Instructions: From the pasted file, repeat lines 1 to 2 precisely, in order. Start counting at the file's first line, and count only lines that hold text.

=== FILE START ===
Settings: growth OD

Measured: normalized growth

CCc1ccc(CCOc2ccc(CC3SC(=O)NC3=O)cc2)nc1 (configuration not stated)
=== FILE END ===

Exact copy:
Settings: growth OD

Measured: normalized growth